Wednesday brought a brief change in the weather, with Shetland positioned in the centre of a low pressure system and consequently getting calm conditions for a while and even a hint of east in the wind. Paul and I made an early start to get down south for dawn, starting off at Sumburgh Head. A Spotted Flycatcher showed well around the lighthouse buildings, a few Song Thrushes were tsip-ping around on the eastern cliffs, and a handful of Meadow Pipits were setting off south out to sea… but on the whole, there wasn’t a huge amount happening.

We finally got lucky with the Invisibelline Shrike near the play area in Hestingott, before spending some time (now in deteriorating weather) around Boddam, checking out part of a large Golden Plover flock. There were a bare minimum of 1200 birds in the area, though typically they spent much time high in the air circling around above us, and when they did land, many weren’t visible from a sensible viewpoint. We also had a single Black-tailed Godwit here, and a Lesser Whitethroat in a garden.

Heading north slowly, further Yellow-browed Warblers were detected at Netherton and Channerwick, with a Tree Pipit also at the latter site, showing fairly well. With the afternoon getting windier and windier, our final destination was Wester Quarff. Although this didn’t provide as much shelter as we’d hope, fate dealt us an ace when a small bird popped out of the edge of a plantation onto a wire fence. “Flycatcher” we both exclaimed together, before I got a good view of it flicking back into the trees revealing a striking black and white tail pattern: “It’s a Red-breasted!”. This was a bird I’ve wanted to find for ages, given that I’ve seen plenty on the east coast, and always enjoyed their charm and often confiding nature – so I was absolutely delighted with this piece of good fortune. Perhaps just reward for continuing to plug away in the rain and wind that afternoon?!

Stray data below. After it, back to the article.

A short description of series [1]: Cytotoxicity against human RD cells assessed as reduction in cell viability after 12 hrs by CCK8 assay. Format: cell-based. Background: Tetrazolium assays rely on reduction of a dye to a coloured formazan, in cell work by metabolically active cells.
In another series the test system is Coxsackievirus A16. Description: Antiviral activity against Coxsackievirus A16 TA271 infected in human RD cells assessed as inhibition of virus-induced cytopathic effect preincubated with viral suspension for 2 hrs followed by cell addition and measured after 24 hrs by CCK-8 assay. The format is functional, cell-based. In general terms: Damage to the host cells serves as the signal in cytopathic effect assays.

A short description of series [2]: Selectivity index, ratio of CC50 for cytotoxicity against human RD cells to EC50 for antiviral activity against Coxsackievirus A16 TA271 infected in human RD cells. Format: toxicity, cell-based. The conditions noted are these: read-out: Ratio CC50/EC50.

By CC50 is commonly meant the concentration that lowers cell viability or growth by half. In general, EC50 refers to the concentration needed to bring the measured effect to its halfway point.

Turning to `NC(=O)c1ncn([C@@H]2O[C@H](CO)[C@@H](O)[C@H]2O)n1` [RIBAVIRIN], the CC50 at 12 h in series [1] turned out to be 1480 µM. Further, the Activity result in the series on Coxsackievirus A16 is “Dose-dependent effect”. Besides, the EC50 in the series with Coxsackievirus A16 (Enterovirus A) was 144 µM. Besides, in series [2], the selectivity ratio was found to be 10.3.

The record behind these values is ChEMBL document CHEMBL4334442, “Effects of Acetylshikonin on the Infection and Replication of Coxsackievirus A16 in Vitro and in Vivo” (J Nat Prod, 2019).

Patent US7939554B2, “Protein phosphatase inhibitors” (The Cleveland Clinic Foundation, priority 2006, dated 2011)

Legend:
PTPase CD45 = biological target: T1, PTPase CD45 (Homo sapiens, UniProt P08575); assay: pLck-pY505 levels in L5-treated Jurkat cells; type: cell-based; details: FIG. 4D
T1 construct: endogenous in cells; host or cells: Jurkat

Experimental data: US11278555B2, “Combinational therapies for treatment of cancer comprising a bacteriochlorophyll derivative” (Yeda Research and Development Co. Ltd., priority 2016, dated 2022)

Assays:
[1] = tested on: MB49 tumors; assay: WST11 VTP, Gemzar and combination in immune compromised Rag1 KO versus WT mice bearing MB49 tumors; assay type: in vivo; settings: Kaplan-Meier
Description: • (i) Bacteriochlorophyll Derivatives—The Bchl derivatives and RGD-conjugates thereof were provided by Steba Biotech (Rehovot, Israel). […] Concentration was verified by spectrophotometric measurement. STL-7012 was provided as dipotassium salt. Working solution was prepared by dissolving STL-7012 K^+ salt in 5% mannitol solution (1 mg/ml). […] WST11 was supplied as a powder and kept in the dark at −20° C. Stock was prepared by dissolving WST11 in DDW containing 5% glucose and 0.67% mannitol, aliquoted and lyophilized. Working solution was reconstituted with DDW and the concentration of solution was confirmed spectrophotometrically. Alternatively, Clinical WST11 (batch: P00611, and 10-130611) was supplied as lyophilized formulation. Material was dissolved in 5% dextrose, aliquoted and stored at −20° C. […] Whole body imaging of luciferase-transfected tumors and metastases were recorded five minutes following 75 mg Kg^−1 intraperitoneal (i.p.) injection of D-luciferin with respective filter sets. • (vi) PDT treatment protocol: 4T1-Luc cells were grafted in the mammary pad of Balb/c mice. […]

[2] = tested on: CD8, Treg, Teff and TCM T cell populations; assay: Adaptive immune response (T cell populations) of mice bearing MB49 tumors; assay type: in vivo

Although the bird was very elusive in the wind, and never really sat still in view for more than a second or so, a number of other birders got to see it before dark. Other birds noted on site included a predictable Yellow-browed Warbler, and 5 Swallows, one of which was briefly chased by a female Merlin!

Today has been even windier, and we’ve seen considerably less in the way of birds. We headed over to Bressay (an island tick for me) to explore some new sites. Our first stop was the rather remote plantation at Gorie on the east side of the island. After a mile or so walking in over the moor, we arrived to find the Barred Warbler still present and showing unusually well – that’s two of these in a few weeks, what’s going on?!


Judging by the staining around the base of the bill and the absence of any other birders, it’s presumably eaten them all… or else we failed to notice a patch of elders somewhere nearby! The same little patch also held 3 Blackcaps, a couple of Chaffinch and a Chiffchaff.

Elsewhere around the island, we managed to uncover a smart silvery abietinus Chiffchaff, our first Redstart of the trip, a couple of Bar-tailed Godwits, and an unprecedented 8 Woodpigeons! Rock and roll…

Hopefully tomorrow will dawn calmer, and someone will stumble across the ‘big bird’ that everyone’s hoping for!